This quote from Warren Buffett in Berkshire Hathaway's 2004 annual report (.pdf) appropriately summarizes the situation of the financial innovators.
Investors should understand that in all types of financial institutions, rapid growth sometimes masks major underlying problems (and occasionally fraud). The real test of a derivatives operation is what it achieves after operating for an extended period in a no-growth mode. You only learn who has been swimming naked when the tide goes out.
With the tide receding, our economic tale arrives at the consumer - the linchpin to the United States economy.
• Most American consumers are tapped out after a credit financed spending boom. Many do not know it yet, but their sources of credit have dried up.
• 70% of US GDP is tied to consumer spending. Arguably the boom in real estate and credit resulted in an increase in consumer spending, which has fueled economic growth. Now that the United States real estate and credit markets have cooled off and are contracting, one might reasonably expect a decline in consumer spending and hence a decline in economic growth.
• According to a Beacon Economics study entitled "Savings and Asset Accumulation Among Americans 25 – 34"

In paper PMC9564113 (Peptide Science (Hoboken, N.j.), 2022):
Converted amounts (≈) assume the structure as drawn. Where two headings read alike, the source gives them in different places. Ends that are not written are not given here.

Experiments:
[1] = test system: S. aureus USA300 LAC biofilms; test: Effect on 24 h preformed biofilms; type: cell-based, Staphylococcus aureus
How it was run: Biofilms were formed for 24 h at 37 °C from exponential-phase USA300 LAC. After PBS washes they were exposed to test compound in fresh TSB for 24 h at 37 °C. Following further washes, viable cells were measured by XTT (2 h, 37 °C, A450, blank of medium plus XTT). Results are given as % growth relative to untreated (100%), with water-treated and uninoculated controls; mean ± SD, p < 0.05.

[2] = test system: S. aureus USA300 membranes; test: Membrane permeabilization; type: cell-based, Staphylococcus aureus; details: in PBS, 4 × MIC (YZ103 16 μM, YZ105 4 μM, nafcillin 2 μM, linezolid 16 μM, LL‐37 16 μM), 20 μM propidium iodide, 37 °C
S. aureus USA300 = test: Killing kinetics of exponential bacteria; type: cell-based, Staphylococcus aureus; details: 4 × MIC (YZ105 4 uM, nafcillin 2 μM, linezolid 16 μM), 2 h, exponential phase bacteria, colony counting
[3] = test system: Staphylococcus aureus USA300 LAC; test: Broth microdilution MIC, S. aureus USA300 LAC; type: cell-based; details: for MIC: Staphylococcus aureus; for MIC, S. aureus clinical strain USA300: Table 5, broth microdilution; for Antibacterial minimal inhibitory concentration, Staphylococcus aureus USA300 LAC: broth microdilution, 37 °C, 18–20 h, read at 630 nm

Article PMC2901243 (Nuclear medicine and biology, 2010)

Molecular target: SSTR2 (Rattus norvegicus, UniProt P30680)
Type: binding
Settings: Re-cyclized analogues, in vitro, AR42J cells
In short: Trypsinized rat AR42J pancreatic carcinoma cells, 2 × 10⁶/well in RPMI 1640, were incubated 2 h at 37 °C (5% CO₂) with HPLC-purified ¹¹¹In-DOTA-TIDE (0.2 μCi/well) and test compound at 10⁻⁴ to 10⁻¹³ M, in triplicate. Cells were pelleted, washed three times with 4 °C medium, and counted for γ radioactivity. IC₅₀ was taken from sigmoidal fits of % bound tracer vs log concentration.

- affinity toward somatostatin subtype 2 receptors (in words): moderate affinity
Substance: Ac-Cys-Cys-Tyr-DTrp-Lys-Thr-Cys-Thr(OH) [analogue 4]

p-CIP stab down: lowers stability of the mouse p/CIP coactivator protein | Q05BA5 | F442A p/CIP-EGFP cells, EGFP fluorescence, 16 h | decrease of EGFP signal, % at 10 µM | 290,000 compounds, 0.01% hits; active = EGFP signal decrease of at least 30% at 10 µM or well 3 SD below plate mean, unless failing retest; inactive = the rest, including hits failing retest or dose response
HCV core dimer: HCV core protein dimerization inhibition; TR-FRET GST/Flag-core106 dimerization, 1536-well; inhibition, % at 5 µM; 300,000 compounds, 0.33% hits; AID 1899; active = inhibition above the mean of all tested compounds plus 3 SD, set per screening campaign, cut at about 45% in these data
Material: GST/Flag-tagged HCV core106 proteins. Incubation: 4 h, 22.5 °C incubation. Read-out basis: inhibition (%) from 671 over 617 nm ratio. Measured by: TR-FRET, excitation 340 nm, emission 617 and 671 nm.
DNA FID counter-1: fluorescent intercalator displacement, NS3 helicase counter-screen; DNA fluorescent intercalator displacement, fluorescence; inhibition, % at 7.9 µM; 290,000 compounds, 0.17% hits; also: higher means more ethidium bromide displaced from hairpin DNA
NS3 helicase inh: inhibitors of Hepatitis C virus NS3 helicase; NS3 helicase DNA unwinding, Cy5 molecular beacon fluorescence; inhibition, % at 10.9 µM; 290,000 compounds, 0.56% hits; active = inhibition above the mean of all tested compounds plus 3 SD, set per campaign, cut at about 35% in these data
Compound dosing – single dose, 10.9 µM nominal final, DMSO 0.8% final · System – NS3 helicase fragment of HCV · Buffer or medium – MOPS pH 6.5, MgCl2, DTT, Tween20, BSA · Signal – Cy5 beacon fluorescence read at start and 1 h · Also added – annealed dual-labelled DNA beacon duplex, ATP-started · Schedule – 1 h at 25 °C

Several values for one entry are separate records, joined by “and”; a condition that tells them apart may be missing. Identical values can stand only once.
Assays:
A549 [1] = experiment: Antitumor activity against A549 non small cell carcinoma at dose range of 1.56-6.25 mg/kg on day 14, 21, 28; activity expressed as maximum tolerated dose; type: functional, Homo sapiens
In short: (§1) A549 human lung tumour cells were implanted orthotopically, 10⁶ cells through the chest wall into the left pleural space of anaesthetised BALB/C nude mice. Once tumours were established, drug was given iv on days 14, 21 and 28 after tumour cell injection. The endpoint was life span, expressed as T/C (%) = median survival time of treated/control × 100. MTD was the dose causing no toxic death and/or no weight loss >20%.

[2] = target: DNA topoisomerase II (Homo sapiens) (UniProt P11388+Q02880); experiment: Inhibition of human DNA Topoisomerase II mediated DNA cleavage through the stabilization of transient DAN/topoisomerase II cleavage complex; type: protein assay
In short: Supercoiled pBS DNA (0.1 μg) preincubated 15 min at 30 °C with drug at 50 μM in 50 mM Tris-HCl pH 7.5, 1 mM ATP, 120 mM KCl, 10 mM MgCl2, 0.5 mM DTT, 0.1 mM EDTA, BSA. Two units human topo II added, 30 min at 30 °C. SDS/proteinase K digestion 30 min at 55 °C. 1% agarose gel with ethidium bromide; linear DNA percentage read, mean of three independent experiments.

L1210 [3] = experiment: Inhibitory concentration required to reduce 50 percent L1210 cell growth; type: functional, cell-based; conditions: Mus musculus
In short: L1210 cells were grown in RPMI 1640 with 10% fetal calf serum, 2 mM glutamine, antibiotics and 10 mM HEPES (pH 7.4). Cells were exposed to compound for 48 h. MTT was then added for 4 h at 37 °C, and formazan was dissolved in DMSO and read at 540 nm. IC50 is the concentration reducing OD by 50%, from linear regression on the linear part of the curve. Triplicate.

Savings rates in the United States began to drop in early 1980s, from 11 percent of disposable income to 2 percent in 2000. Savings rates dipped into negative territory in 2005 and the first half of 2006. People are literally spending more than they are earning after taxes for the first time since the Great Depression.
• The net worth of most Americans has declined from 1985 to 2004, particularly among 25 – 34 year olds. This latter group likely represents a good cohort for the subprime and non-prime mortgage borrowers.
The mean net worth for all American households 25 to 34 increased from $25,000 in 1985 to $26,000 in 2004. However, the median of all households declined from $7,000 in 1985 to $4,000 in 2004. While the median for married households declined from $13,000 in 1985 to $9,000 in 2004.